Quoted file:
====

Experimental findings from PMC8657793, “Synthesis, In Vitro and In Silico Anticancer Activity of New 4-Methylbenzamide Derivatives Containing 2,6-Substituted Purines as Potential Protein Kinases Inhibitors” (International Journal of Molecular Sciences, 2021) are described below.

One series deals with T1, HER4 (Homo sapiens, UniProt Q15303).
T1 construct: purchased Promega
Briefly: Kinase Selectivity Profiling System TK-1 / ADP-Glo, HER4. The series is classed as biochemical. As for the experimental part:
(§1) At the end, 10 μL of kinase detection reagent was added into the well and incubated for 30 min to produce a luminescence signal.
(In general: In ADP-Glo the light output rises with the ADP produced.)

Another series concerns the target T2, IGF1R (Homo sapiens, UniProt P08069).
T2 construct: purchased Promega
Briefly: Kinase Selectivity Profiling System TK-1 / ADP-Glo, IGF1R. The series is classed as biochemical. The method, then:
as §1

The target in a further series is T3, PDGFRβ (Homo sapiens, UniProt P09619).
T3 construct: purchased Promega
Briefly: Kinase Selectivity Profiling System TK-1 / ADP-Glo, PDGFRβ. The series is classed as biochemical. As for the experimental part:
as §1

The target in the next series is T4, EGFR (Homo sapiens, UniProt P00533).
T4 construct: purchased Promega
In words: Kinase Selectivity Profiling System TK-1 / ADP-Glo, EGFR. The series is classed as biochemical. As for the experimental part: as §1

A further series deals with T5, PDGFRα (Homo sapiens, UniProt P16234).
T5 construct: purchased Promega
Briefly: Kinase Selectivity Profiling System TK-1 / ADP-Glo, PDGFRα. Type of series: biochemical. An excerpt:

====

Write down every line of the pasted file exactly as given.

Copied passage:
Experimental findings from PMC8657793, “Synthesis, In Vitro and In Silico Anticancer Activity of New 4-Methylbenzamide Derivatives Containing 2,6-Substituted Purines as Potential Protein Kinases Inhibitors” (International Journal of Molecular Sciences, 2021) are described below.

One series deals with T1, HER4 (Homo sapiens, UniProt Q15303).
T1 construct: purchased Promega
Briefly: Kinase Selectivity Profiling System TK-1 / ADP-Glo, HER4. The series is classed as biochemical. As for the experimental part:
(§1) At the end, 10 μL of kinase detection reagent was added into the well and incubated for 30 min to produce a luminescence signal.
(In general: In ADP-Glo the light output rises with the ADP produced.)

Another series concerns the target T2, IGF1R (Homo sapiens, UniProt P08069).
T2 construct: purchased Promega
Briefly: Kinase Selectivity Profiling System TK-1 / ADP-Glo, IGF1R. The series is classed as biochemical. The method, then:
as §1

The target in a further series is T3, PDGFRβ (Homo sapiens, UniProt P09619).
T3 construct: purchased Promega
Briefly: Kinase Selectivity Profiling System TK-1 / ADP-Glo, PDGFRβ. The series is classed as biochemical. As for the experimental part:
as §1

The target in the next series is T4, EGFR (Homo sapiens, UniProt P00533).
T4 construct: purchased Promega
In words: Kinase Selectivity Profiling System TK-1 / ADP-Glo, EGFR. The series is classed as biochemical. As for the experimental part: as §1

A further series deals with T5, PDGFRα (Homo sapiens, UniProt P16234).
T5 construct: purchased Promega
Briefly: Kinase Selectivity Profiling System TK-1 / ADP-Glo, PDGFRα. Type of series: biochemical. An excerpt: